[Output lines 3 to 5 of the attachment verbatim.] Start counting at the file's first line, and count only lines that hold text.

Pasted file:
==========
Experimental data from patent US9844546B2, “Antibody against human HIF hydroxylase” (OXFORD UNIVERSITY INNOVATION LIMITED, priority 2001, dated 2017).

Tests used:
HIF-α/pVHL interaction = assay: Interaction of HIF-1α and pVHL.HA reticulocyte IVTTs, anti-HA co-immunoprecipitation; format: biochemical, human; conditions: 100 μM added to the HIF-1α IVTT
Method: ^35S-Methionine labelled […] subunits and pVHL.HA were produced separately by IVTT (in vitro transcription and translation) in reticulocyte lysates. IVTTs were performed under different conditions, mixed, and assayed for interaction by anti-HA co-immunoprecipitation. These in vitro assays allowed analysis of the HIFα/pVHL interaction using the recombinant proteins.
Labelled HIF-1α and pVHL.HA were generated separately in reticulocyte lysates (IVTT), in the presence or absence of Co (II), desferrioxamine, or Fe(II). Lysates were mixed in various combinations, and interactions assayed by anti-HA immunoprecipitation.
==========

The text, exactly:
HIF-α/pVHL interaction = assay: Interaction of HIF-1α and pVHL.HA reticulocyte IVTTs, anti-HA co-immunoprecipitation; format: biochemical, human; conditions: 100 μM added to the HIF-1α IVTT
Method: ^35S-Methionine labelled […] subunits and pVHL.HA were produced separately by IVTT (in vitro transcription and translation) in reticulocyte lysates. IVTTs were performed under different conditions, mixed, and assayed for interaction by anti-HA co-immunoprecipitation. These in vitro assays allowed analysis of the HIFα/pVHL interaction using the recombinant proteins.
Labelled HIF-1α and pVHL.HA were generated separately in reticulocyte lysates (IVTT), in the presence or absence of Co (II), desferrioxamine, or Fe(II). Lysates were mixed in various combinations, and interactions assayed by anti-HA immunoprecipitation.